Social aspects. The COVID-19 crisis has been tough on the people of Iraq in ways other than its direct toll on public health. Although government numbers regarding cases and deaths remain comparatively low — around 1,031 cases as of April 6 with 60-80 new cases detected each day — there are reasons to expect actual numbers to be higher, possibly as high as 9,000 in tested cases alone. Putting aside suspected government manipulation of testing numbers, there are likely many more cases that have not yet been identified for a variety of reasons. In Iraq, disease often carries a stigma that impacts whole families, not just the carrying individual. There is also fear of being isolated in dreadful conditions at ill-equipped hospitals, which Iraqi doctors think may be preventing many patients from seeking medical attention.
Quarantine policies have also been of questionable effectiveness. Our IHAO colleagues mention, for example, that when the head of a family tests positive for COVID-19, only that individual has been placed in isolation.
The COVID-19 threat is also raising new barriers between communities, Ms. Sarraf tells us. Fear of the disease is isolating people, and reopening divisions that were until recently disappearing under the unifying effects of the pro-reform movement. Shia worshipers who participated in the recent pilgrimage are being blamed for spreading the disease. Authorities and towns are placing barriers to prevent them from returning home from Baghdad. And travelers from districts with significant Shia communities, like Tal Afar, are being screened before entering Mosul city, the provincial capital.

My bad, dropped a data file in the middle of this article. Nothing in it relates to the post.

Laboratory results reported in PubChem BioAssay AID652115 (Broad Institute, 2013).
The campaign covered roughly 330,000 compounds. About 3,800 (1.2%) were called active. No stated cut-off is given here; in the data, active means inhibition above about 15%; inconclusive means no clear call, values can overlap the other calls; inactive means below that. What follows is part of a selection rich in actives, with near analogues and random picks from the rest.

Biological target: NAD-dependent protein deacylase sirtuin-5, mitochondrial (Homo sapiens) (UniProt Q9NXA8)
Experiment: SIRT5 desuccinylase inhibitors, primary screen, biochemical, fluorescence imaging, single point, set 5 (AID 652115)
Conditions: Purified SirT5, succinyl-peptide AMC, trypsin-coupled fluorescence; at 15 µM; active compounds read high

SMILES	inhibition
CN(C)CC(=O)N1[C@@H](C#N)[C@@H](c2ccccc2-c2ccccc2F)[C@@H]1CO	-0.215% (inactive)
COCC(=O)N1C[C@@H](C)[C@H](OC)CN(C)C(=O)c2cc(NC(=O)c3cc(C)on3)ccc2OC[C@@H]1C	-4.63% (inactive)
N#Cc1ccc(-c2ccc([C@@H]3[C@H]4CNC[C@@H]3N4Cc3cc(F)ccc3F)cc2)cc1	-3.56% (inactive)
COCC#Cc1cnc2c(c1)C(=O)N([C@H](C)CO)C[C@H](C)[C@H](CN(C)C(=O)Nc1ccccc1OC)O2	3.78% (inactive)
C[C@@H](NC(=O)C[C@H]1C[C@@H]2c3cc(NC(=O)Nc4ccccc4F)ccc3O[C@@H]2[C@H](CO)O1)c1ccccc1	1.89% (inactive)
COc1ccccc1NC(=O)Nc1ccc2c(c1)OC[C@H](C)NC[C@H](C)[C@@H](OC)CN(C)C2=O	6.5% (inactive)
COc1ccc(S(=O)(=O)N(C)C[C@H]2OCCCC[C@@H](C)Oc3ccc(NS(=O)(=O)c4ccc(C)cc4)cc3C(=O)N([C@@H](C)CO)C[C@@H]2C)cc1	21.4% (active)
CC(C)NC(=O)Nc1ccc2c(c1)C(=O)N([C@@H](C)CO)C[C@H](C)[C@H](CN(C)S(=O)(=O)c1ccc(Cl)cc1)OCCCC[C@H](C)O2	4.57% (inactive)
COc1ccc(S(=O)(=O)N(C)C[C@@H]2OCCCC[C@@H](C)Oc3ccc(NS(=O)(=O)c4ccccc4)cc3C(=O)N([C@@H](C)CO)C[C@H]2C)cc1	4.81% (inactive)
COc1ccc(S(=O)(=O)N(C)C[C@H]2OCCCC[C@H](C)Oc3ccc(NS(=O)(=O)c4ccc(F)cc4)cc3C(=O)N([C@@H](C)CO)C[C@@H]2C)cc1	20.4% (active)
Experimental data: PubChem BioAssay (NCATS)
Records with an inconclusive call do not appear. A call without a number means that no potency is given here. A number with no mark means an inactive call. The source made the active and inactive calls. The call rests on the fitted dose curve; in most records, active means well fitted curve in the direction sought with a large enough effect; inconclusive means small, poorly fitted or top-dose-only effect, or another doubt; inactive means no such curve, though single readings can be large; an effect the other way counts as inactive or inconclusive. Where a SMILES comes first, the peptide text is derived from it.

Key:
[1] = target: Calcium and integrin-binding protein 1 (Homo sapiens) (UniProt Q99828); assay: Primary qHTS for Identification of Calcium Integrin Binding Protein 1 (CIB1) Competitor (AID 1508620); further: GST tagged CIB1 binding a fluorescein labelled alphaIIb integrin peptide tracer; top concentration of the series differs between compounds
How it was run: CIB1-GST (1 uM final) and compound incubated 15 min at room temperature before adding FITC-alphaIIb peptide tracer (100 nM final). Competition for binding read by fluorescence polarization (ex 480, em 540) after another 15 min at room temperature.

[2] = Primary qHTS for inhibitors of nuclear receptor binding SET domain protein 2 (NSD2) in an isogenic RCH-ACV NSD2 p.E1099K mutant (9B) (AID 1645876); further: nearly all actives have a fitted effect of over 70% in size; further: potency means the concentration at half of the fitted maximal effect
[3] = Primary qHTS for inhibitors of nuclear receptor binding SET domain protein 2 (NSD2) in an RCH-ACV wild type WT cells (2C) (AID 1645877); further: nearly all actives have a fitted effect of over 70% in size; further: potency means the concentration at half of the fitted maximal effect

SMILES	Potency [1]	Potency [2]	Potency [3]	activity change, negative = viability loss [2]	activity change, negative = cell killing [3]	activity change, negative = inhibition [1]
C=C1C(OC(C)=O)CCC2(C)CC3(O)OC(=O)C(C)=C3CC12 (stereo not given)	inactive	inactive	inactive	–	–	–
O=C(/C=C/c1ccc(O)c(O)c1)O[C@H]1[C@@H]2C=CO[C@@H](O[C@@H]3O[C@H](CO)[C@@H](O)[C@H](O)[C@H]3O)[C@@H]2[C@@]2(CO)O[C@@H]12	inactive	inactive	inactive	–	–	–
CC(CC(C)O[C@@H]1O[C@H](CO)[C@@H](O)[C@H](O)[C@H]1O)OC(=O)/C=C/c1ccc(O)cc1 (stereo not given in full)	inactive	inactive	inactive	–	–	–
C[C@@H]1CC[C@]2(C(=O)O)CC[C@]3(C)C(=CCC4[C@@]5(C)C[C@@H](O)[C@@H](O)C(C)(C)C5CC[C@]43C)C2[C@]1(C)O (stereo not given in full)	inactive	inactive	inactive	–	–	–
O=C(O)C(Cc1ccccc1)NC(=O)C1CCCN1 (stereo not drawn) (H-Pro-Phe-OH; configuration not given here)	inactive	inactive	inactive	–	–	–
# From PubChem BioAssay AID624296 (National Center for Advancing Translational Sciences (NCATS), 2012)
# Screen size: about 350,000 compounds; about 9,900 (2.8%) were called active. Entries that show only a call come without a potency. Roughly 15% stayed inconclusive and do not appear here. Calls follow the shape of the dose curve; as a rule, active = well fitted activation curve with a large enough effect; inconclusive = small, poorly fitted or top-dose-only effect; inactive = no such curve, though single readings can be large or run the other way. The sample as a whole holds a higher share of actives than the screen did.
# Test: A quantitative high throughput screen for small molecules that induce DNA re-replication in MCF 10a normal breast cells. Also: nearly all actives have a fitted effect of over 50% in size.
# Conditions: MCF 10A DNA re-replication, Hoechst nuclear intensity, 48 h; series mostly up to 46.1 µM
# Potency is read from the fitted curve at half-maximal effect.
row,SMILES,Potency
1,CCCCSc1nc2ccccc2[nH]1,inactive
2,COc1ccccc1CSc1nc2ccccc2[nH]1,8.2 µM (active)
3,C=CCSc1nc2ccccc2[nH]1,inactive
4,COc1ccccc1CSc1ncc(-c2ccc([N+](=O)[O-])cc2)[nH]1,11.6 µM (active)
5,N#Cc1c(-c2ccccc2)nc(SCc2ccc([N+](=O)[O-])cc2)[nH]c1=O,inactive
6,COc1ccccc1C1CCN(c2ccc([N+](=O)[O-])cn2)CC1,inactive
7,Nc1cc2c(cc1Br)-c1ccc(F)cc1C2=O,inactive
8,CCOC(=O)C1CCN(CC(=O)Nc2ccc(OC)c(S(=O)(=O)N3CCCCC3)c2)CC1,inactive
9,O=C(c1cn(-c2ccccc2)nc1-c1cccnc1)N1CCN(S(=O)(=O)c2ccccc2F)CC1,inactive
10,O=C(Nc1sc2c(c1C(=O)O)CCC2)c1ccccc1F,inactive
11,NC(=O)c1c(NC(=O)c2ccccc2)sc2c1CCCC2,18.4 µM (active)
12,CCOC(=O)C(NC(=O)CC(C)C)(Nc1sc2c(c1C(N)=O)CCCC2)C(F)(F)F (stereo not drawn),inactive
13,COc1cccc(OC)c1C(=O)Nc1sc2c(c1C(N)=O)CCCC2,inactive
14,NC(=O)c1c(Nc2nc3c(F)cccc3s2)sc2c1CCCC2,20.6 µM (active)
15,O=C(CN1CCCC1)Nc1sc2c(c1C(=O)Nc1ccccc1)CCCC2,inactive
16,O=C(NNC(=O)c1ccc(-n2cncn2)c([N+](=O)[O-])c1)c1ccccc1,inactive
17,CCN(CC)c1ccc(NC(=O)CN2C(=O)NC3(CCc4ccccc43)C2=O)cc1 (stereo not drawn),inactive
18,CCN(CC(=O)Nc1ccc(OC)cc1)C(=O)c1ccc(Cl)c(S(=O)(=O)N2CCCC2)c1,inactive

Perhaps one of the most painful expressions of misinformation and social stigma of this disease is the fact that some towns won’t allow people who died from COVID-19 to be buried in their cemeteries.
Another issue that has contributed to an attitude of complacency or carelessness about the seriousness of the COVID-19 crisis is the deeply rooted feeling among many Iraqis that they have seen worse. After resisting for a while, protesters finally evacuated protest sites they have occupied in Baghdad and other provinces, although frustration with government incompetence and corruption is only likely to grow.
To date, there has been no government plan for providing financial support for people laid off due to the pandemic. Unlike government employees who can rely on steady paychecks, day laborers have been particularly hit hard as they rely on what they make day to day and often have no cushion of savings. In a country where the government admits at least 22.5% are below the poverty line, a prolonged disruption to economic activity can be catastrophic for millions across the society.
The crisis has highlighted some social bright spots. Society has shown notable signs of solidarity and volunteerism. Groups of volunteers have begun organizing to distribute food to families that need assistance and provide other forms of aid, such as helping with rent and utility bills.